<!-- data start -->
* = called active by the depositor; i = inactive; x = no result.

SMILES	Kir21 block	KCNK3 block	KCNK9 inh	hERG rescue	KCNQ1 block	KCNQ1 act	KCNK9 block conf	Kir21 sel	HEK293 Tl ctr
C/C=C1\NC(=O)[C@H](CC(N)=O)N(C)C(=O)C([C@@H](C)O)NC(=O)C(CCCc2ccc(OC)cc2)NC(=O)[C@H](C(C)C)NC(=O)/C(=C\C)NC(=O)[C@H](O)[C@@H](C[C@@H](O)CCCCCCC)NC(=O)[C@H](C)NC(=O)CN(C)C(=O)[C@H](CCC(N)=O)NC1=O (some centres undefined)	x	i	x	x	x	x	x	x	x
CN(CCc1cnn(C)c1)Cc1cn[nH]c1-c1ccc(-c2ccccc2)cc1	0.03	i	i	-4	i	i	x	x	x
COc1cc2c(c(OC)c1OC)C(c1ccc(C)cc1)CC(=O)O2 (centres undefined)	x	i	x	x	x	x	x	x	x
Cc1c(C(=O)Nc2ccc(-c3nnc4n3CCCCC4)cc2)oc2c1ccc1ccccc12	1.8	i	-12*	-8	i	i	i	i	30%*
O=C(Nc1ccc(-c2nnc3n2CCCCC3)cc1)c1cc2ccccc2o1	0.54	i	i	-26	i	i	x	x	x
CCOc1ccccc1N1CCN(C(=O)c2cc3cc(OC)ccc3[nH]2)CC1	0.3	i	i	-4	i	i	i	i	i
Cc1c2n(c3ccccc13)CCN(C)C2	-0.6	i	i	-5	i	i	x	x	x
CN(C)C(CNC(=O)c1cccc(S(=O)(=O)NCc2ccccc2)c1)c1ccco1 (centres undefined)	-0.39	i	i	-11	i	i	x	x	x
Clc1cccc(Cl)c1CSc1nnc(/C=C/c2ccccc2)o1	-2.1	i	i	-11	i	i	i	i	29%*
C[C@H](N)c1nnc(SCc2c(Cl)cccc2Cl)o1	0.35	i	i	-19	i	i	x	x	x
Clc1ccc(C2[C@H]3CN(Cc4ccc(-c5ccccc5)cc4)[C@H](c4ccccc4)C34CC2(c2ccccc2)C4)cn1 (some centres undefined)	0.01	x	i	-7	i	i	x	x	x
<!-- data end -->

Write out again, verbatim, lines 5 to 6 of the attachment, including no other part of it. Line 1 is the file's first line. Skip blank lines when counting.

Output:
COc1cc2c(c(OC)c1OC)C(c1ccc(C)cc1)CC(=O)O2 (centres undefined)	x	i	x	x	x	x	x	x	x
Cc1c(C(=O)Nc2ccc(-c3nnc4n3CCCCC4)cc2)oc2c1ccc1ccccc12	1.8	i	-12*	-8	i	i	i	i	30%*